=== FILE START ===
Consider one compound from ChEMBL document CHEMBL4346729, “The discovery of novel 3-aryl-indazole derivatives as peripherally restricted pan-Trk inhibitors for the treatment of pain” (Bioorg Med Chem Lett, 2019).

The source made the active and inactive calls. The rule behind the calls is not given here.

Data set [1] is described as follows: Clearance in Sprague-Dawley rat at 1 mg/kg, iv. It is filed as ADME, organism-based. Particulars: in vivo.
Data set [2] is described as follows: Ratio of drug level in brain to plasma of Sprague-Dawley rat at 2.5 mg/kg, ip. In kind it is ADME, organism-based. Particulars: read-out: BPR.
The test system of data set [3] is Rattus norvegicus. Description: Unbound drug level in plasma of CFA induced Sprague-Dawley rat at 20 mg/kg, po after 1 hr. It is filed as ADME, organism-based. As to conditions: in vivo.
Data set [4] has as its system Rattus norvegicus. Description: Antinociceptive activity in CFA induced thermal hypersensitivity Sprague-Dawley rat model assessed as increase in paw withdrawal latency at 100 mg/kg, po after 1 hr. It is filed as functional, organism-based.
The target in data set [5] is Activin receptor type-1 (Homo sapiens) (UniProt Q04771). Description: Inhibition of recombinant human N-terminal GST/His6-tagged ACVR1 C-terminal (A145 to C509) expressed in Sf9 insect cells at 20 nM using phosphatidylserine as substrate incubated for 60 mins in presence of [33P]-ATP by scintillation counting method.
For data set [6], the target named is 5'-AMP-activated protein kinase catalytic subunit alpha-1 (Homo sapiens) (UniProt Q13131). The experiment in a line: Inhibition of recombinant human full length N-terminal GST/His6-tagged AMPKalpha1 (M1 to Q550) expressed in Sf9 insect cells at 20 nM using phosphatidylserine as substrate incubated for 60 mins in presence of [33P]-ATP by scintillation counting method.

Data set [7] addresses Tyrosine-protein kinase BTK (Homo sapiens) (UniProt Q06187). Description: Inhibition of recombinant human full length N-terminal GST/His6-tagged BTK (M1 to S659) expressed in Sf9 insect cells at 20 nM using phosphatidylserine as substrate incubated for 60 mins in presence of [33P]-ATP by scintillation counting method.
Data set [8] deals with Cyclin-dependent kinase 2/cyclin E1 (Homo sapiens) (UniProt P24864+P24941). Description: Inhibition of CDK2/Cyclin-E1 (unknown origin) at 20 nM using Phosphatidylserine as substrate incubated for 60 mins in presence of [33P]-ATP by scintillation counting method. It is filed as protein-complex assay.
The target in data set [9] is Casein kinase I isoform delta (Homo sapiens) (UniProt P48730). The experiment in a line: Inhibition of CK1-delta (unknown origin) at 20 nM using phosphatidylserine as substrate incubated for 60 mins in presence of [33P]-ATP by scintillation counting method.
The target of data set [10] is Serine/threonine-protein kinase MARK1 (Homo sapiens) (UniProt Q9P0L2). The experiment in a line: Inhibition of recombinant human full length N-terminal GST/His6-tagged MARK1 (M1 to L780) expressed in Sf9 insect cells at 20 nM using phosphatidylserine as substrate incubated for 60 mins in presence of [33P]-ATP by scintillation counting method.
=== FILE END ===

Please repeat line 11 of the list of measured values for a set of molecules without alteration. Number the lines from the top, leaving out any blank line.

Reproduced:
The target in data set [9] is Casein kinase I isoform delta (Homo sapiens) (UniProt P48730). The experiment in a line: Inhibition of CK1-delta (unknown origin) at 20 nM using phosphatidylserine as substrate incubated for 60 mins in presence of [33P]-ATP by scintillation counting method.